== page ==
'Air resistance' is negligible and 'water resistance' through an incorrect low lift is considerable. Until you see the above working you'll not realise how effortless the 'swing' then becomes following a correct high range optimised smooth line lift. In other words if you lift your fly line as advised you can not only build up 100% line energy retention but you will gain complete control of the swing which can then be executed with a smooth even spread energised turn of the shoulders. Incorrect line lifts are why 'shooting heads' are so popular and floating versions of these are mainly used by many casting instructors throughout the UK. What's the point of learning how to Spey cast a Spey line or a shooting head with a floating version if your casting is then going to fall apart when you go into a 'real' fishing situation and have to use a fast sinking tip or sunk line and you don't know how to effectively lift it.
Fly Fishing Casting Errors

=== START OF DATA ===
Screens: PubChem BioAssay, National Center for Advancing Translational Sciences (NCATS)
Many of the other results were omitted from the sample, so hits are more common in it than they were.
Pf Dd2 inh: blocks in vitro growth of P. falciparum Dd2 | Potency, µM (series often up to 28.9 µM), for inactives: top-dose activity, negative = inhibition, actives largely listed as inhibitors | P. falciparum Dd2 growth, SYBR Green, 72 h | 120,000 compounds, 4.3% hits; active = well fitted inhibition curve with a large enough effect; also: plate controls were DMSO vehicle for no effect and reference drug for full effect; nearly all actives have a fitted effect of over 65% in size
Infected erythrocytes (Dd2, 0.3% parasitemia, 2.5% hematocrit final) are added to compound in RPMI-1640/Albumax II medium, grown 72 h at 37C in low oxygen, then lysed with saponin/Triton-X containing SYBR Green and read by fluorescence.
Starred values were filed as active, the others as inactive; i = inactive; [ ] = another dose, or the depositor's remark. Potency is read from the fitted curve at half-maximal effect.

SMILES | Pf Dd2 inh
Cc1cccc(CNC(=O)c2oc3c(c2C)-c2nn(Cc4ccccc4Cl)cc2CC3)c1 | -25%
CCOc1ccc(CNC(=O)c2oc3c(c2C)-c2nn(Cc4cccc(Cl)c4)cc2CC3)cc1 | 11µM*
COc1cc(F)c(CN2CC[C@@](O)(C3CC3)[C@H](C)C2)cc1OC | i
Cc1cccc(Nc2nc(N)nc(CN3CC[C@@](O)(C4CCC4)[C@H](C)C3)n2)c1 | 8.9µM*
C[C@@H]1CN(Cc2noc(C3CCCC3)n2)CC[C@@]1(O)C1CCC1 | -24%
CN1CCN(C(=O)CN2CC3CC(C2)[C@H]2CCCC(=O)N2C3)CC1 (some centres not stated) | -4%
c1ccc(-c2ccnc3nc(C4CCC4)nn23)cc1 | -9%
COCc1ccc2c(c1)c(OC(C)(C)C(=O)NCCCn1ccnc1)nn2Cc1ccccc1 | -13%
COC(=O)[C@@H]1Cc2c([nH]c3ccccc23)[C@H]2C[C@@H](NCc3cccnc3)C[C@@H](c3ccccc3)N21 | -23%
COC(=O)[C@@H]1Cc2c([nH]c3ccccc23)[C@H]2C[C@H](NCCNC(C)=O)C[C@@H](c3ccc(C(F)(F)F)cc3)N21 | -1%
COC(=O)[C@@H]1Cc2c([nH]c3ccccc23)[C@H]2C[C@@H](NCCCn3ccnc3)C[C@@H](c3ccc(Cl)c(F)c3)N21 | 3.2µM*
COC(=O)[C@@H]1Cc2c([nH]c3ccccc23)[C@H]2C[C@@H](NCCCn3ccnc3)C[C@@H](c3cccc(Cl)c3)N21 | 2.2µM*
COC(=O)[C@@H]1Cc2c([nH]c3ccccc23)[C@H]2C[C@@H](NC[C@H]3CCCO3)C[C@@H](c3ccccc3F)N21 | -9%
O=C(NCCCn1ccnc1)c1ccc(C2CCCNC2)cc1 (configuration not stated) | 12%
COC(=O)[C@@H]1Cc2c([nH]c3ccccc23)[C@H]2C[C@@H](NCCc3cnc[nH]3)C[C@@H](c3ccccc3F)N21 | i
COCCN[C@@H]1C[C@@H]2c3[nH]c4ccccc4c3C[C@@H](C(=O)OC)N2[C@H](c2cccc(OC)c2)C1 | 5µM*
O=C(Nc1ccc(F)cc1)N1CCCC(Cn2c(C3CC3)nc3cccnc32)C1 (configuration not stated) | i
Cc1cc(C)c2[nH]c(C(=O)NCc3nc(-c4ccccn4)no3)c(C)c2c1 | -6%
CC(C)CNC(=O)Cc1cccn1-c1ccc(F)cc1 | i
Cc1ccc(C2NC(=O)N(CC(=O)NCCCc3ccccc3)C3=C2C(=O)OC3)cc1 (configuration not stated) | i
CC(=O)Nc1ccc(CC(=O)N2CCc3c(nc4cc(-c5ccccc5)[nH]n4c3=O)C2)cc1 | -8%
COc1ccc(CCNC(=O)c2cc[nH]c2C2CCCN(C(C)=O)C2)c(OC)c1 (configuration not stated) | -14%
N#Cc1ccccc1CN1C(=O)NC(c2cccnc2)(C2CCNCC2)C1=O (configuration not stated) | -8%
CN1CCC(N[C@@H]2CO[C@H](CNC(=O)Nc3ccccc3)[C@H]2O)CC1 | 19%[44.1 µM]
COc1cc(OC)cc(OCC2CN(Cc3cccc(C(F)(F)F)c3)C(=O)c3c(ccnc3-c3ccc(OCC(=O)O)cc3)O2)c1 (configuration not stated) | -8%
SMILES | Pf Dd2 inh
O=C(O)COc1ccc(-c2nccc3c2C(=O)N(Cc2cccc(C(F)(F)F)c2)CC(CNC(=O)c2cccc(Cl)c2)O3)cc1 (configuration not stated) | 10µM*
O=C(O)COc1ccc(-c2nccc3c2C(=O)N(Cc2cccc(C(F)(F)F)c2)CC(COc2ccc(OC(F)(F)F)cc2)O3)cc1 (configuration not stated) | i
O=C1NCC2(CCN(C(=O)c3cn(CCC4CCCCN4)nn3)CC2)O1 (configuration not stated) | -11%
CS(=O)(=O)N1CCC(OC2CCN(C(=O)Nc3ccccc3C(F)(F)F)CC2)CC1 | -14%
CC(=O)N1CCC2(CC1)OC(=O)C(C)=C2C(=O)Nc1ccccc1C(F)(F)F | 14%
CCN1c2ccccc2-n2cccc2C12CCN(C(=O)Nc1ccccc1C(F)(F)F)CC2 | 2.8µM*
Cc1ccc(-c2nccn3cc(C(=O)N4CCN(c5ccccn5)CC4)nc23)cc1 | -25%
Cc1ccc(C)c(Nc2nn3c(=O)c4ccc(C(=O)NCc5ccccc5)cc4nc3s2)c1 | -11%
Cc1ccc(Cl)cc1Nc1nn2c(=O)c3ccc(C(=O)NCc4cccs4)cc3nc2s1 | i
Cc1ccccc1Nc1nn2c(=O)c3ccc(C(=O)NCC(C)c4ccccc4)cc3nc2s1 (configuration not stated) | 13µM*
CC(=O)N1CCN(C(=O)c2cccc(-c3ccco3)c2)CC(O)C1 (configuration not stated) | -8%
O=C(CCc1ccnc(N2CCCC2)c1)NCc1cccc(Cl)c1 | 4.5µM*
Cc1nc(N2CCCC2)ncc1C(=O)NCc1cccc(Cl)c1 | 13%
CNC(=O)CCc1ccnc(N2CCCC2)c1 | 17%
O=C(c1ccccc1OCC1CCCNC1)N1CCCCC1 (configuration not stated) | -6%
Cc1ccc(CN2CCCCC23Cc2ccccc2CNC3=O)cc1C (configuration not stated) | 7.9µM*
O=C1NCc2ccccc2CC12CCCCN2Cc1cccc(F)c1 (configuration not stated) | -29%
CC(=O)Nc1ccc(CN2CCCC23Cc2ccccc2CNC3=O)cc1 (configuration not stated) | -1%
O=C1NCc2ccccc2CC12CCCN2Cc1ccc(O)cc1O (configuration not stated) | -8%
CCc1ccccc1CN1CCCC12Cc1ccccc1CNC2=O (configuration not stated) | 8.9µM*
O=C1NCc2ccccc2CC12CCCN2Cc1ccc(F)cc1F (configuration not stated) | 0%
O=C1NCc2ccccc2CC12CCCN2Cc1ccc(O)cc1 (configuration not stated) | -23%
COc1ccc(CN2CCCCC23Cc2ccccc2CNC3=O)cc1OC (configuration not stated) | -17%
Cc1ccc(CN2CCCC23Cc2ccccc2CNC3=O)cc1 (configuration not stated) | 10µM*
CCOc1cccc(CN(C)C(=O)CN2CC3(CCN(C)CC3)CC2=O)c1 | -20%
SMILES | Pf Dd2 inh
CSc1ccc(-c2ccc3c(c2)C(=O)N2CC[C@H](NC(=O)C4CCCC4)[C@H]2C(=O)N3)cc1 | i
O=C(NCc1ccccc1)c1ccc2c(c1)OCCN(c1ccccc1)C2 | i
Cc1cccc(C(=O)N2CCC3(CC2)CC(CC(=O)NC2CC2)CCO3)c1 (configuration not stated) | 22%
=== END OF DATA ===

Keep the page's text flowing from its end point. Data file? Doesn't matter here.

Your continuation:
90% of casting errors begin with a poor lift. If you absorb the content above and compare it with how you're currently lifting your line there's likely few thoughts of opening up the lift range, smoothly lifting your hands or what you should be looking for at the leader end and get a very brief glimpse of as 95% of the line aerialises at the top optimal 11 o'clock finish point of the lift. Building up line energy is what your real goal is and a nice taught smooth line from start to finish during the Spey cast is what makes it flow and look so easy. The same energy you see when you pull on an elastic band and in a Spey cast this can be easily achieved with a range optimised, smooth rising hands lift which merges seamlessly into a smooth swing to create perfect loading for ease and maximum energy deployment of the final power stroke delivery.